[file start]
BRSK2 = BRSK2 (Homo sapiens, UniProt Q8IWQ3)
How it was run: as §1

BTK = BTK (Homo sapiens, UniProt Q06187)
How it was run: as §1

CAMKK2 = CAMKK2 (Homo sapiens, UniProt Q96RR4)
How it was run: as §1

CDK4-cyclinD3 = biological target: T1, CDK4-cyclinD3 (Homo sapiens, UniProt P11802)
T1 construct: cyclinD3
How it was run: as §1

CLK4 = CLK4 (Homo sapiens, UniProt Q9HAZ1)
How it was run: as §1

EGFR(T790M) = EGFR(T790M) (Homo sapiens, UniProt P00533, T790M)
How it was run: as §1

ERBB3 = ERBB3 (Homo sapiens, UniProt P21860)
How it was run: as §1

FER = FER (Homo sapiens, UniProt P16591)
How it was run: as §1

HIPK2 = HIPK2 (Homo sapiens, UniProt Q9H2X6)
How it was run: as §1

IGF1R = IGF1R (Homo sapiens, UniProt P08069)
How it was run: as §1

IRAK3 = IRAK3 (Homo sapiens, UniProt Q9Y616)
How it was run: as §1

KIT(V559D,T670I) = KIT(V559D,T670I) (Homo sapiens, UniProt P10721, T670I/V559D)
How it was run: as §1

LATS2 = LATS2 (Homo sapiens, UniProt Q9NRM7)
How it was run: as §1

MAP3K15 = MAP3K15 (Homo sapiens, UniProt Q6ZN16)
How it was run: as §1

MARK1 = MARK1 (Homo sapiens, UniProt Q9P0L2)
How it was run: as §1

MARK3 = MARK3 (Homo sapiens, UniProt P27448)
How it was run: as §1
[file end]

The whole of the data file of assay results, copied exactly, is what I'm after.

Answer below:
BRSK2 = BRSK2 (Homo sapiens, UniProt Q8IWQ3)
How it was run: as §1

BTK = BTK (Homo sapiens, UniProt Q06187)
How it was run: as §1

CAMKK2 = CAMKK2 (Homo sapiens, UniProt Q96RR4)
How it was run: as §1

CDK4-cyclinD3 = biological target: T1, CDK4-cyclinD3 (Homo sapiens, UniProt P11802)
T1 construct: cyclinD3
How it was run: as §1

CLK4 = CLK4 (Homo sapiens, UniProt Q9HAZ1)
How it was run: as §1

EGFR(T790M) = EGFR(T790M) (Homo sapiens, UniProt P00533, T790M)
How it was run: as §1

ERBB3 = ERBB3 (Homo sapiens, UniProt P21860)
How it was run: as §1

FER = FER (Homo sapiens, UniProt P16591)
How it was run: as §1

HIPK2 = HIPK2 (Homo sapiens, UniProt Q9H2X6)
How it was run: as §1

IGF1R = IGF1R (Homo sapiens, UniProt P08069)
How it was run: as §1

IRAK3 = IRAK3 (Homo sapiens, UniProt Q9Y616)
How it was run: as §1

KIT(V559D,T670I) = KIT(V559D,T670I) (Homo sapiens, UniProt P10721, T670I/V559D)
How it was run: as §1

LATS2 = LATS2 (Homo sapiens, UniProt Q9NRM7)
How it was run: as §1

MAP3K15 = MAP3K15 (Homo sapiens, UniProt Q6ZN16)
How it was run: as §1

MARK1 = MARK1 (Homo sapiens, UniProt Q9P0L2)
How it was run: as §1

MARK3 = MARK3 (Homo sapiens, UniProt P27448)
How it was run: as §1